November is National Healthy Skin Month, which is a good reminder to pay close attention to how your skin is functioning as well as how you are treating your skin. As the largest organ of the body, your skin has many important functions including temperature regulation, protection from harmful environmental toxins and bacteria, and sensation.
“In order for your skin to function optimally, it needs a lot of support from us—keeping it strong, moist, and healthy! We take care of our skin by eating healthy so that it gets the nutrients it needs from our blood stream as well as moisturizing to keep its barrier function working effectively,” our resident dermatologist Dr. Nava Greenfield says.
If you’ve ever struggled with a skin condition, you know that it can affect your total body health. But what about “sensitive skin”?
The term sensitive skin is universal in the skincare world. Whether you’ve seen it on a product label, magazine headlines, or used it in conversation while talking about complexion troubles, it seems that the phrase is pretty self-explanatory.
But what if we told you that most people have a misconception of what it really means to have sensitive skin?
In this post, we will discuss the real definition of sensitive skin, how to know if you have it, and the best way manage it.
What is sensitive skin?
According to Dr. Delwyn Dyall-Smith, Dermatologist at DermNet, “Sensitive skin is a lay term rather than a medical diagnosis. It is generally used to describe skin with reduced tolerance to the application of cosmetics and personal care products. In surveys, approximately 50% of women and 40% of men may report having sensitive skin.”
He says, “Sensitive skin presents in a wide variety of ways, like with subjective symptoms such as stinging, itching, burning, and/or visible skin changes such as redness, dryness, scaling, peeling, bumps, hives.”
While talking to Allure Magazine, Dr. Elizabeth Tanzi, codirector of the Washington Institute of Dermatologic Laser Surgery in Washington, D.C, said that "It's an overused phrase. People may be overusing their products, leading to irritation. Skin is also more prone to irritation in the cooler months, so don't take a reaction to the frigid temperatures as a red flag for skin sensitivity.”
So, while sensitive skin can be a serious issue resulting in redness, dryness, flaking, and rashes on the skin, those same symptoms can also be misconstrued as side effects of sensitive skin rather that the results of using products with ingredients that are irritating the skin.
It’s important to keep in mind that anyone’s skin can react to certain irritants, however if you frequently have issues with redness, flaking, itching or eczema on the skin, it could be a sign of an underlying condition—sensitive skin.
How do I know if I have sensitive skin?
Now we know that sometimes skin irritation from ingredients within skincare or makeup can mislead people into thinking they have sensitive skin. But you might be wondering, how do we tell if you actually have sensitive skin?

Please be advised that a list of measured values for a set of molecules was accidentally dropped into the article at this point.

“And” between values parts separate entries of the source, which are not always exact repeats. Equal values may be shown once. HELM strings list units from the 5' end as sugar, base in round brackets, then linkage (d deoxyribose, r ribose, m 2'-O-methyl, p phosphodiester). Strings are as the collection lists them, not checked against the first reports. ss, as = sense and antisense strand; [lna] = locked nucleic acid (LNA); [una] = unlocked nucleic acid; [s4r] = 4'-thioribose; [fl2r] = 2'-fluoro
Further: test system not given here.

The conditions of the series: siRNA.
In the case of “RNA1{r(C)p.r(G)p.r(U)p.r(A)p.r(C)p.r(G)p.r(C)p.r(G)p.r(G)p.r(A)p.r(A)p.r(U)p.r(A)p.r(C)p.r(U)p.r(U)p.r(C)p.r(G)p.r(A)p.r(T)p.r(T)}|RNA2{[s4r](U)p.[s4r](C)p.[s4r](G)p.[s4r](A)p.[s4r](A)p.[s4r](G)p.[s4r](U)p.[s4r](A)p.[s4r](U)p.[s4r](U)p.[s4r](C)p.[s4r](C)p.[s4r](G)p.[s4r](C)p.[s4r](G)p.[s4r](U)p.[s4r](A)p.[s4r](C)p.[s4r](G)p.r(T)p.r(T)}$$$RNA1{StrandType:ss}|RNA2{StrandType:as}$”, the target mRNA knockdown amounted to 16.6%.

Here are a few at home tests you can try! First, brush your fingers across the side of your face with medium pressure, if the skin turns leaves a red like a trail after your finger, you have sensitive skin. If you have a darker complexion, and that test isn’t as clear, you know you have sensitive skin if most of the products you use on your skin causes consistent stinging or redness.
Our resident dermatologist, Dr. Greenfield, says:
- Knowing your individual skin type can be tricky, because skin types can be very different on the same person on different parts of their body! Sensitive skin means that your skin has the ability react poorly to products and ingredients that typically do not cause a skin irritation—like aloe, for example.
- The skins response depends on the duration and nature of the exposure and differs from person to person ranging from eczema, rash, acne, or skin turning light or dark in the exposed area.
- 80% of sensitive skin is due to exposure to harsh or irritating chemicals and the other 20% comes from an allergic reaction the skin develops after exposure to a product, or allergen.
- If skin is continuously exposed to irritants or allergens it may become thick and chronically itchy and it may be hard to treat.
How to treat sensitive skin
“Proper skin care requires a thoughtful and well-designed routine that is geared towards your individual skin type and needs. Skin care also changes seasonally and heading into winter months means more moisturizing, and usually a little less exfoliating, Dr. Greenfield explains.
She goes on to say “if you do have sensitive skin, the next step would be to determine exactly what products or ingredients are causing reactions. Common irritants and allergens are fragrances, preservatives, detergents, plants, metals, and textiles. When looking for basic skin care products, it is important to avoid ones that are made with common irritants and allergens such as parabens, formaldehydes, flowers, fragrances, and detergents. Look out for ingredients such as polyethylene glycol, paraffin, benzophenone, balsum of peru, and sodium laurel sulfate which are common irritants but also ones that are easy to avoid.”
If it seems like you’re checking all the boxes for sensitive skin, your first step is to consult a dermatologist, who can help identify the best treatment plan and medications. They also may recommend tips like these for keeping your sensitive skin happy!
C’est Moi products are thoughtfully formulated specifically for sensitive skin types. We test our products on over 250 humans that have sensitive skin to ensure that our formulations are safe for everyone to use. Who doesn’t love life without any reactions, irritation or breakouts?
Check out our Gentle line as well, guaranteed safe for sensitive skin of all ages!